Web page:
Although shares of ExOne (NASDAQ:XONE) have lost about 60% of their value since the company's IPO, there's no rule in investing that says they can't fall further. Since becoming a public company, ExOne has endured a myriad of execution issues that have resulted in the company missing its own and Wall Street's quarterly earnings expectations on a fairly regular basis.
With over 28% of ExOne's shares currently being sold short, it's clear investors aren't particularly upbeat about the emerging growth company's longer-term prospects. Unfortunately, if the following three scenarios come to pass, ExOne's growth prospects could weaken further.
1. Big customers pump the brakes
In the first quarter, roughly 25% of ExOne's total revenue came from its five largest customers, which is substantial for an emerging growth company that sells six- to seven-figure 3D printers in low volumes. An order delay or cancellation from a large customer could significantly impact the company's full-year results. For reference, ExOne sold 28 3D printers in 2014, which translated to nearly $22.8 million in revenue, or about 52% of its total revenue.
The other issue with big customers is that there's no guarantee they'll stay large hardware customers once they reach their desired capacity for ExOne's 3D printers. In other words, in future periods, ExOne might have to find large replacement customers to fill any revenue gaps on the hardware side of the business.
2. Binder jetting fails to gain traction
Since ExOne's inception in 2003, the company has sold approximately 200 of its specialty 3D printers -- peanuts amid the over 79,000 3D printers sold across the industrial space between 1988 and 2014, according to Terry Wohlers of Wohlers Associates. This small installed base suggests that ExOne's binder jetting technology isn't as widely accepted as leading 3D printing technologies such as fused deposition modeling, selective laser sintering, and stereolithography.
To drive demand, ExOne plans to tap into its network of eight production service centers, or PSCs, strategically placed throughout the world near large industrial manufacturing hubs. The centers allow prospective customers to get acquainted with ExOne's product portfolio and to have 3D parts printed on their behalf. The idea is that if ExOne can thrill a customer with the quality of the parts its printers can produce, it could lead to future 3D printer sales.
However, in the broader context of ExOne's market share relative to the industry, this grass-roots approach will likely take years to play out, and any sign of struggle on this front could make investors lose more faith in the company's long-term potential.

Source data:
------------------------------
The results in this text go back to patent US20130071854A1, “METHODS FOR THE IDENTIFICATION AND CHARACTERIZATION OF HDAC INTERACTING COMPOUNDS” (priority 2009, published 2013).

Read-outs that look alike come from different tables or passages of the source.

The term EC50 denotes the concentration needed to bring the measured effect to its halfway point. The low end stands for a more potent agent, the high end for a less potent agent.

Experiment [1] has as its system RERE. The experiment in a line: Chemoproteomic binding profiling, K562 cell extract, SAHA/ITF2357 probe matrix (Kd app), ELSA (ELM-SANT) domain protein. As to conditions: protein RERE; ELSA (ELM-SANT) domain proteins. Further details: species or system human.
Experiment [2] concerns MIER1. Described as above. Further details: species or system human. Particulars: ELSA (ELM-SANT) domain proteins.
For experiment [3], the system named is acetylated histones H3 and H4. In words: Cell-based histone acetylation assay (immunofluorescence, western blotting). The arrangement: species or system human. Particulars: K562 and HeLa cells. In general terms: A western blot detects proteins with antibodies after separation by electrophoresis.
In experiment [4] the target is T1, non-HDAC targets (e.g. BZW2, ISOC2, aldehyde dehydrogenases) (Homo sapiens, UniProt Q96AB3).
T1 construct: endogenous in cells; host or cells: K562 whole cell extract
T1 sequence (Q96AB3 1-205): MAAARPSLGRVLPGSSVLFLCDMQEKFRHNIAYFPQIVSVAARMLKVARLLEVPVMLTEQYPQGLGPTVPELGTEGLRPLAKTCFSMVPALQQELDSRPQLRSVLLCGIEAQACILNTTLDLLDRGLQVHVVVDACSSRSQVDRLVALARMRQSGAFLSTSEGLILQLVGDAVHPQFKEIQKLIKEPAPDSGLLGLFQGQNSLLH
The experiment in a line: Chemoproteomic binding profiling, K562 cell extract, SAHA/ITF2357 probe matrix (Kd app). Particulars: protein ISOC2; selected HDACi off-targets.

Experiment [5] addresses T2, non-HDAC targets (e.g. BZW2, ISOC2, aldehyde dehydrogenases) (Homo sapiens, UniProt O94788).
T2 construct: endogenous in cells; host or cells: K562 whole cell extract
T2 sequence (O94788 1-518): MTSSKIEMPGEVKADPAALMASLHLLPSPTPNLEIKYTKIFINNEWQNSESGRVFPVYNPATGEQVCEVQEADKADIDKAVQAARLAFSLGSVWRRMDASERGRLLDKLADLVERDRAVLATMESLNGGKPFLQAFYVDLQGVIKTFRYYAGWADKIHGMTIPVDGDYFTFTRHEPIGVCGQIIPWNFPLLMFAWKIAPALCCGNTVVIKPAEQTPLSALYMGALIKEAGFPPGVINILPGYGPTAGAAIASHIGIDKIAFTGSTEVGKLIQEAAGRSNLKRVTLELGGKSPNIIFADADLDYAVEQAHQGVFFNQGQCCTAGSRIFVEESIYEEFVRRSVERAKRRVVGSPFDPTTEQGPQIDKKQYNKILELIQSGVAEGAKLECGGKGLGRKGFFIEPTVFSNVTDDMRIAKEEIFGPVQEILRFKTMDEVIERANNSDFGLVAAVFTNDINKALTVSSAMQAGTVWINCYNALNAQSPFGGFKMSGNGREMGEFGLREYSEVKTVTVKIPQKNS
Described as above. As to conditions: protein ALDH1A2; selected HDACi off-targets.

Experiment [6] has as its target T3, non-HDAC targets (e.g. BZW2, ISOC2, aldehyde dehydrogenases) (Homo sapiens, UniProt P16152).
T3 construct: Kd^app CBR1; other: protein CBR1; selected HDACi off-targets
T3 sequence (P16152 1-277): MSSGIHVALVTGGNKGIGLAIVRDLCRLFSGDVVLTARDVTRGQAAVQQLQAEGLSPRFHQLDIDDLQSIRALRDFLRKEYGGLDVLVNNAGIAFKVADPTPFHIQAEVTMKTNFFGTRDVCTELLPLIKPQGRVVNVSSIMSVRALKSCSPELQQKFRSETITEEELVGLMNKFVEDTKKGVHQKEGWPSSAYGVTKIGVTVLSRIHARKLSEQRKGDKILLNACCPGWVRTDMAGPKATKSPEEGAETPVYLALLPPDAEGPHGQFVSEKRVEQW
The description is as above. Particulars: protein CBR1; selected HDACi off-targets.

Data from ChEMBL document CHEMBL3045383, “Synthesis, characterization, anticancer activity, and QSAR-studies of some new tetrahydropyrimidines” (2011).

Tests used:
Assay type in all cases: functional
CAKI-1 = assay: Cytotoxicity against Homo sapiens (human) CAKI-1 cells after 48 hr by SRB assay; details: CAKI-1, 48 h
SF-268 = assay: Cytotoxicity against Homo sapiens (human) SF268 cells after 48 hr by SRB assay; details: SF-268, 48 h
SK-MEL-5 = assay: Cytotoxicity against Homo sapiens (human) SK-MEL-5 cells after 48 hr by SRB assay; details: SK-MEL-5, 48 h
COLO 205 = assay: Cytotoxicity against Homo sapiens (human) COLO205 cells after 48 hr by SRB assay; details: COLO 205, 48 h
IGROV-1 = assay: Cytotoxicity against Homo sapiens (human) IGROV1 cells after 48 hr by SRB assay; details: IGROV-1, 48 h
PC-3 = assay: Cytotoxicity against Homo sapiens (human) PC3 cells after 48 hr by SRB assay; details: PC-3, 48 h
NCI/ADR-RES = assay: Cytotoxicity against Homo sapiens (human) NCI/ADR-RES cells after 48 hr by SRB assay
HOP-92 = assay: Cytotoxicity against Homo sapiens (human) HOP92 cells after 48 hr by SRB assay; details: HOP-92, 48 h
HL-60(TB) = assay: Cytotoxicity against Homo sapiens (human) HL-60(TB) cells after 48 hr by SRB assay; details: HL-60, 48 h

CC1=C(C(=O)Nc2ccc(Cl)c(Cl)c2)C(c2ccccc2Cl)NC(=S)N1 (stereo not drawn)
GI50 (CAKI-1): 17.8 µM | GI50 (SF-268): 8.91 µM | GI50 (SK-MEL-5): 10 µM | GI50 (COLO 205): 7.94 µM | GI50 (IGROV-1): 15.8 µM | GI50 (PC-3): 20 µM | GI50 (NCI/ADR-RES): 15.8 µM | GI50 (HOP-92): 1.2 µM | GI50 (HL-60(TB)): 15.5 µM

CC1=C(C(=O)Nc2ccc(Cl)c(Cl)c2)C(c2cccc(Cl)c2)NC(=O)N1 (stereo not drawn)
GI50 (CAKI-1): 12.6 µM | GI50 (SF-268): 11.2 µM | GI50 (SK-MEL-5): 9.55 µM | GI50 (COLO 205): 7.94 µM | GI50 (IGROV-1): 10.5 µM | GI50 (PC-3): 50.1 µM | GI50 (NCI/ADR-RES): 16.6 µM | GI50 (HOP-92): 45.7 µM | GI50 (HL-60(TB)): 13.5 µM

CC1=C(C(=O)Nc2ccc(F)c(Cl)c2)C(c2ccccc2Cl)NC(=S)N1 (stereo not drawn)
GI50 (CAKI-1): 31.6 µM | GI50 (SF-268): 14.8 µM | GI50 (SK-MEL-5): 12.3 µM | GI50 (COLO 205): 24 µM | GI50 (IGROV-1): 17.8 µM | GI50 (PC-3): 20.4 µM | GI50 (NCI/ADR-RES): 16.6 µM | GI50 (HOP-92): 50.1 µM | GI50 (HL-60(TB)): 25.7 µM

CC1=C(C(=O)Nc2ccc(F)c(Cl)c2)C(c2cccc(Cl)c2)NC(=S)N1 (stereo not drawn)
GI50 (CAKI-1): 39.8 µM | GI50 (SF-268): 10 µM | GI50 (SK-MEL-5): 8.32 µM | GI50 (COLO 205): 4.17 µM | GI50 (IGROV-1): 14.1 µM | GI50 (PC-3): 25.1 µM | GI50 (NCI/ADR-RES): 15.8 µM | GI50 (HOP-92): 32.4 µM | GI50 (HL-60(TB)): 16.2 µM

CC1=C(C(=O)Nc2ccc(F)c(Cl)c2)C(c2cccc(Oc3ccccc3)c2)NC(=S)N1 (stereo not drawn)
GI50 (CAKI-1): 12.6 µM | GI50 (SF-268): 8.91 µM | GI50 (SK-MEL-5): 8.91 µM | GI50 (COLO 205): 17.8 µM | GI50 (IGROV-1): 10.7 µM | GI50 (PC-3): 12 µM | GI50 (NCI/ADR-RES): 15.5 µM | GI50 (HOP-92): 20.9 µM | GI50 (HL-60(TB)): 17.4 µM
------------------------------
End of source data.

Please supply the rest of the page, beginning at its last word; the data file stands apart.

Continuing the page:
3. Cash runs dry
ExOne ended the first quarter with about $30 million in cash, which is significantly down from the over $110 million peak it raised between its IPO and secondary offering.
To be fair, ExOne considered 2014 a year of investment, and spent its cash on building PSCs, acquisitions, and funding its day-to-day operations.
Management asserts the company will end the year with $25 million to $30 million in cash, which is hard to imagine, considering it burned through $6.1 million in the first quarter. ExOne has a number of options to meet this goal, including spending less cash, improving cash flow, and raising additional capital. It's also worth noting that ExOne expects the second half of 2015 will represent 70% of its full-year sales.
However, should ExOne fall short on this promise or become strapped for cash, it isn't likely to sit well with already-frustrated investors.
Putting it all together
At this stage of ExOne's existence, the question remains whether management can build an organization that can tap into what CEO Kent Rockwell believes could be a "multibillion-dollar market opportunity" for industrial 3D printing. Add in the company's history of disappointment, and it seems more important than ever to understand the major risks that could derail ExOne's long-term prospects.
Steve Heller owns shares of ExOne. The Motley Fool recommends and owns shares of ExOne. Try any of our Foolish newsletter services free for 30 days. We Fools may not all hold the same opinions, but we all believe that considering a diverse range of insights makes us better investors. The Motley Fool has a disclosure policy.